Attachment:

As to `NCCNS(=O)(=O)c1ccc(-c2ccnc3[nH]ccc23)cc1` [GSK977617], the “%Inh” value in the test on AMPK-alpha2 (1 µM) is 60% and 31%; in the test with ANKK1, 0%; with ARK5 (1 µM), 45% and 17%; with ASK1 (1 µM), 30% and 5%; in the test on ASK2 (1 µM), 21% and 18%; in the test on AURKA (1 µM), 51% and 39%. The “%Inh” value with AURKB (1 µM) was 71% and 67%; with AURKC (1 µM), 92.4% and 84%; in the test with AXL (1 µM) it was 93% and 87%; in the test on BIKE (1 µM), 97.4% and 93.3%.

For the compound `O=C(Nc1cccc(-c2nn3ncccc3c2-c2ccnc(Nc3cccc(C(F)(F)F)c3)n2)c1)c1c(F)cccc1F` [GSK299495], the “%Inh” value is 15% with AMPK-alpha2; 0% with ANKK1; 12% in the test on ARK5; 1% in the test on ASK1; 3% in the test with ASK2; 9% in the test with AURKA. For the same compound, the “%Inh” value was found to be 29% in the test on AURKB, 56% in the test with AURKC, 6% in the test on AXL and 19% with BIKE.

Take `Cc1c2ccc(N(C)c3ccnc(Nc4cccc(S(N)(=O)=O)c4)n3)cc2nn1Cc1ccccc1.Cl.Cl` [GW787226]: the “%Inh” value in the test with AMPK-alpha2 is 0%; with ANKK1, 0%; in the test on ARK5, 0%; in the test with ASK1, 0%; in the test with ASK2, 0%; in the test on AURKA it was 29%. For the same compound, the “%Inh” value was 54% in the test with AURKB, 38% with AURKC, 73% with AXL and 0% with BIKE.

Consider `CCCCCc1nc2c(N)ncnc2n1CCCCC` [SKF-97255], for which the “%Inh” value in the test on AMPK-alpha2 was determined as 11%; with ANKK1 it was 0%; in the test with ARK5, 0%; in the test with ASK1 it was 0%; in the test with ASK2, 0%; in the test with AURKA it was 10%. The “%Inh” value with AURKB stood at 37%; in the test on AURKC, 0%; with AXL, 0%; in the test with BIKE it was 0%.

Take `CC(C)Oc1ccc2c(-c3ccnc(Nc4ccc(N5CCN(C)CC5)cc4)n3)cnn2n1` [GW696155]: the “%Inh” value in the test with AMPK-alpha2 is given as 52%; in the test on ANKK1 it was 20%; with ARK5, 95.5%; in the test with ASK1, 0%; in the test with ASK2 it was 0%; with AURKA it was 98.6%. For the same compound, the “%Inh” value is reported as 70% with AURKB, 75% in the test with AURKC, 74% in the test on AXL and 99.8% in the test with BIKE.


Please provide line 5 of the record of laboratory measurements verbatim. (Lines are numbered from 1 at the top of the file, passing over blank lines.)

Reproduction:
Take `CC(C)Oc1ccc2c(-c3ccnc(Nc4ccc(N5CCN(C)CC5)cc4)n3)cnn2n1` [GW696155]: the “%Inh” value in the test with AMPK-alpha2 is given as 52%; in the test on ANKK1 it was 20%; with ARK5, 95.5%; in the test with ASK1, 0%; in the test with ASK2 it was 0%; with AURKA it was 98.6%. For the same compound, the “%Inh” value is reported as 70% with AURKB, 75% in the test with AURKC, 74% in the test on AXL and 99.8% in the test with BIKE.